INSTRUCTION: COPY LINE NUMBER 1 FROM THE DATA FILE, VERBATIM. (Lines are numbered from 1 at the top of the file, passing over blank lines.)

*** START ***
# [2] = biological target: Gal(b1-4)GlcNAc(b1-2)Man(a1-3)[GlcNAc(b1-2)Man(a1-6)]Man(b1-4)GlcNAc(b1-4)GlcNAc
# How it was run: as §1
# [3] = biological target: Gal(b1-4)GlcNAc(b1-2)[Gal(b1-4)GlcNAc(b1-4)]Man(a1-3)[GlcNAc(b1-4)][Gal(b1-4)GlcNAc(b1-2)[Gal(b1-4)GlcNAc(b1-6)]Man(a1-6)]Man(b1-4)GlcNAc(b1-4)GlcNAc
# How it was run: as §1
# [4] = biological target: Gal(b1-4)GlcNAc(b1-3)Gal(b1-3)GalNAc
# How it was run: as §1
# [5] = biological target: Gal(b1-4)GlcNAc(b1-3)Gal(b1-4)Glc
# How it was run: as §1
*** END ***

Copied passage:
# [2] = biological target: Gal(b1-4)GlcNAc(b1-2)Man(a1-3)[GlcNAc(b1-2)Man(a1-6)]Man(b1-4)GlcNAc(b1-4)GlcNAc